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tweakable constants

category: code [glöplog]
My understanding is that both happen: you have the tool for cameras/moving things around and animate them but use C for slightly more complex things. Only I can't see where the line is drawn.

isnt the point of having both worlds (i.e. a tool with programming hooks) is not to have a line at all?
added on the 2010-01-27 12:13:01 by Gargaj Gargaj
Navis: (Shameless plug) It's even faster to use GNU Rocket!!! That way you define the "variables" (or, tracks as they really are) once in the code, and edit any one at any time without any recompiling to switch tweak-parameter, or any need to paste in the values into the source code. You should really use it, there's no reason not to ;)

Not surprising to anyone, but: seconded. From a non-coder point-of-view, it is also brilliant.
added on the 2010-01-27 12:17:11 by gloom gloom
What is GNU Rocket and what can it do?
Thx for the link iq :)
After having released polydraw (which is a opengl script compiler with instant feedback behavior) someone suggest me to add support for a midi controller.
Having more than 128 values that can be change independently by hand with direct screen results sounds delicious, unfortunately I dont have a midi controller at home or such to implement and test it.
I made some search on the web to find something similar in software but was unable to find anything interesting.
Since code for handling midi stuff is pretty small, i think this can be a very good way to change constants, (faster than opening / change / saving a script)
added on the 2010-01-27 12:33:16 by Tigrou Tigrou
gargaj: exactly.
the tool just helps you perform a lot of common tasks more easily and in a more intuitive way.
if you had a demo that was best off hardcoded, you can do that in our tool - just code it all as one big node. there's no predefined forced "way" to make things with the tool. just because you have a tool with some existing nodes, doesnt mean you are forced to use only those.

added on the 2010-01-27 12:35:29 by smash smash
Tigrou: try OSC (there's midi <-> osc converters around), plus an ipod touch with the OSC app - instant fun controller ;)
added on the 2010-01-27 12:45:49 by psonice psonice
I don't want to bring an old debate or hurt anyone. But here is why I don't really want to build a tool.

Mostly because there is a lot of tricky points to get right with modular environments (nodes and connections):

1. How long does it take to add a node type ?
2. How long does it take to add a parameter to a node type ?
3. How long does it takes to add a new data-type shared between nodes ?
4. Can one take a set of nodes and make a meta-node out if it ? (like Max/Msp or Reaktor do)
5. Can a node have custom routing (pulling some results from other nodes before/after computing something)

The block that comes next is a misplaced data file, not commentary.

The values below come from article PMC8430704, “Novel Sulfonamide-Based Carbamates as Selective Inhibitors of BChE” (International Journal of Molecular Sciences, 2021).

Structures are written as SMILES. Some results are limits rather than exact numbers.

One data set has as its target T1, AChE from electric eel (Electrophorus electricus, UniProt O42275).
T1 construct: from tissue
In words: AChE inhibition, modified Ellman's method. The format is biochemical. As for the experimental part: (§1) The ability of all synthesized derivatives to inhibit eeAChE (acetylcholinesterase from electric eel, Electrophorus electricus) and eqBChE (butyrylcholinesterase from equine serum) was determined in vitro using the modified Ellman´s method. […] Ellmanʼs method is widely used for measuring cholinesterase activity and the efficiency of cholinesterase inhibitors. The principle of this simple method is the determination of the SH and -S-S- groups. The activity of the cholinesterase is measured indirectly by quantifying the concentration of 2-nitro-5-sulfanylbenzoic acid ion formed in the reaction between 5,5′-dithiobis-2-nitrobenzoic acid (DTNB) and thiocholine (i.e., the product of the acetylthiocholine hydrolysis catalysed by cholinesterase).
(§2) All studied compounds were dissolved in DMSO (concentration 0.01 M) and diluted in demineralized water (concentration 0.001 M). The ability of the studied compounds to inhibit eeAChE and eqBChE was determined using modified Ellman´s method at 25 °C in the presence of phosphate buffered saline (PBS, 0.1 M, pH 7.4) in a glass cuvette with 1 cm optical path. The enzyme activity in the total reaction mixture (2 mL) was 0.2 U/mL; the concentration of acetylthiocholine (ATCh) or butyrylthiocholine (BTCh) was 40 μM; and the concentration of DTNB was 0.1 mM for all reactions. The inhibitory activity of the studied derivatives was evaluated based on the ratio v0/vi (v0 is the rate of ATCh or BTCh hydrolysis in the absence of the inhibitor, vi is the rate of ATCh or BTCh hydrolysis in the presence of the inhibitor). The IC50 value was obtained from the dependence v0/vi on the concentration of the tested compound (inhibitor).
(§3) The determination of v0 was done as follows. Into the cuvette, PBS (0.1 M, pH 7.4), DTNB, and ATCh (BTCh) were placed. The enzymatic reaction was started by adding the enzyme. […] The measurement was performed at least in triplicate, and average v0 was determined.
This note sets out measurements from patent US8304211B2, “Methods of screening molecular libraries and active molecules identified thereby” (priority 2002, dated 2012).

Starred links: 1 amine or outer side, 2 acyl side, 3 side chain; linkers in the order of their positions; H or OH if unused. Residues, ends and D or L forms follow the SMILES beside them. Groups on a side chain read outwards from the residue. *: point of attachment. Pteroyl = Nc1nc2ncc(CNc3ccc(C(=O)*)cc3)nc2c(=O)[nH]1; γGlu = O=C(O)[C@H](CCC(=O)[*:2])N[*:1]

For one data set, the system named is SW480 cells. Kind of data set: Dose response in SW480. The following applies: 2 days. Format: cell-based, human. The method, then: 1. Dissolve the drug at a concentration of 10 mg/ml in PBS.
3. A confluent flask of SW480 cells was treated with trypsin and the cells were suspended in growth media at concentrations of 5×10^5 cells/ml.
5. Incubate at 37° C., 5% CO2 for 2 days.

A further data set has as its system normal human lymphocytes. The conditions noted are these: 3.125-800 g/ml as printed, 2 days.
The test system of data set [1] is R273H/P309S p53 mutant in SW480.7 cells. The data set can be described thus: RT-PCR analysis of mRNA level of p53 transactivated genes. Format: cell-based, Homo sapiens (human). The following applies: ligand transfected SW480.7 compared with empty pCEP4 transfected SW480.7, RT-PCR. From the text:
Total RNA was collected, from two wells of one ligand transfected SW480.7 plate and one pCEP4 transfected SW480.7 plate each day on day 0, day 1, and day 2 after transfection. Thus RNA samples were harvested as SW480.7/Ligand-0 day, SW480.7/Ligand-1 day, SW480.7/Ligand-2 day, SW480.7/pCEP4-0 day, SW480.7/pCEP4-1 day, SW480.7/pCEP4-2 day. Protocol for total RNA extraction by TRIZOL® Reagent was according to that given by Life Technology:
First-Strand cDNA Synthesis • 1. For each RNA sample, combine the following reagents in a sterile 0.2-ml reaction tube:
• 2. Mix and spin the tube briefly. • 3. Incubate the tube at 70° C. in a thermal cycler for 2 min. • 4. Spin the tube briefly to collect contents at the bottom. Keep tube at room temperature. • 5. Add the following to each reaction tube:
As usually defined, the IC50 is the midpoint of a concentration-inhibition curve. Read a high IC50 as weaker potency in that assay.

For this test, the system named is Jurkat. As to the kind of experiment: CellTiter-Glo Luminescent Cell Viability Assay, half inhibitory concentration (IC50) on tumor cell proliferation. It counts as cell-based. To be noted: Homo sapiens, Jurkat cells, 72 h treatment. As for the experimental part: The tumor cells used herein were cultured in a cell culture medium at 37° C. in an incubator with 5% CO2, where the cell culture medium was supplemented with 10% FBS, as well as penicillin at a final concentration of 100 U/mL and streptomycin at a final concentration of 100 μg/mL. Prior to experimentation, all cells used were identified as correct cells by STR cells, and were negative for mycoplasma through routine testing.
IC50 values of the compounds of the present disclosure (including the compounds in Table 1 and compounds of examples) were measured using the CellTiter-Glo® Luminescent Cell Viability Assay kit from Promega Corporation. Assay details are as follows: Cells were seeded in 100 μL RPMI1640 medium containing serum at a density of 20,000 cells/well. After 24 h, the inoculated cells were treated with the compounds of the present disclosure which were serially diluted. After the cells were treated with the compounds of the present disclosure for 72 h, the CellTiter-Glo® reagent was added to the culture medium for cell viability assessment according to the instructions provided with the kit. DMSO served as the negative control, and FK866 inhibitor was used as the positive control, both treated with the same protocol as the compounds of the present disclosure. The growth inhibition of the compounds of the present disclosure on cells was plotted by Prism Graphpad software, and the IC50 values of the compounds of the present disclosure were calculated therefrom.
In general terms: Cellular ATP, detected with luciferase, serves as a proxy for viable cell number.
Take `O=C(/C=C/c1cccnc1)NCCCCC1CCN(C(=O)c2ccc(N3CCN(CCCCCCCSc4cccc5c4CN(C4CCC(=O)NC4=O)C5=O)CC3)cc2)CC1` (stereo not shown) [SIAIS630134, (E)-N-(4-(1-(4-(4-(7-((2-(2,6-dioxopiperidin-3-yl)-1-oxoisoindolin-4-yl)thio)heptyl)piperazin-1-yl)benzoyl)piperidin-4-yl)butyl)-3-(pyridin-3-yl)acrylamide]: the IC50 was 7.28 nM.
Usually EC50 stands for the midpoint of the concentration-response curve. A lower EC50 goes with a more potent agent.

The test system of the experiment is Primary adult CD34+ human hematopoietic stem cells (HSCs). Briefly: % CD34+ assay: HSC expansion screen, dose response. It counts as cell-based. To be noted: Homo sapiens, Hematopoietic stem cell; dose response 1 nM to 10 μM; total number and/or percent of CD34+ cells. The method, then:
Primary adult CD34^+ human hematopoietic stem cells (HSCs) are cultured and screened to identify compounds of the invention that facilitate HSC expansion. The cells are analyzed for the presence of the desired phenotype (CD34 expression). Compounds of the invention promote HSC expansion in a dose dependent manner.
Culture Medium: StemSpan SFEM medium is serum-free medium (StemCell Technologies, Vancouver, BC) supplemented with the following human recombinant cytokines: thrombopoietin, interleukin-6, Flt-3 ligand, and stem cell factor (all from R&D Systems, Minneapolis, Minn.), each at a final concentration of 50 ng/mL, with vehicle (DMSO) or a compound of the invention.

6. Can one map parameters in a way which is both expressive and generic enough ?
7. Can multiple occurences of a sub-graph happen with dynamically-bounded values ? (like different voices of a soft modular synth)

Some times ago I made a little audio modular environment and realized it was lacking 3, 4, 5, 6, 7.

I don't feel like I've enough time and knowledge to get that right.
Even if I get that right, I'd be somewhat reinventing a dynamic programming language (but making the call graph with my mouse):

1. Adding a function
2. Adding a parameter to a function
3. Adding a typedef
4. Adding a data type
5. Calling a function before/after computing
6. hard-coding Navis style and reuse
7. Calling a function

added on the 2010-01-27 13:33:07 by ponce ponce
well I meant
4. Calling a function, but points 4 and 7 are similar
added on the 2010-01-27 13:34:48 by ponce ponce
who cares about some stupid values, with dynamic loader you can have tweakable code :)
added on the 2010-01-27 13:46:35 by 216 216
Let's get into the werkkzeug4 cheering crowd... strange thing is, I never really liked our tools so far up to the wz3. Which has changed with 4, because:

1. Add an "operator" which has a few parameters and a function -> minutes
2. Add a parameter to the operator definition -> seconds
3. Really depends. You can do a simple helper type in minutes, but "the engine" is also simply a data type. Which means you can have several completely independent engines/renderes running at once. Nice. :)
4. Yep.
5. No problem.
6. Thanks to a good set of parameter types which are all ediatable and scriptable: Yes.
7. You can't create/delete instances of subgraphs dynamically but each subgraph can have its own set of parameters, so let's say: yes.

And first of all, it doesn't get in the way whan you simply want to hardcode anything. And it has MIDI support. In the end, the wz4 currently kind of succeeds to get myself back into demo coding, which is a feat :)
added on the 2010-01-27 13:58:00 by kb_ kb_
Ponce, from my experience programming with quartz composer on mac (again, not really a demo tool, but there's not a whole lot of difference):

1. existing node, as long as it takes to find it. New node, as long as it takes to code it (a little more than it would take to just code the effect, but not much).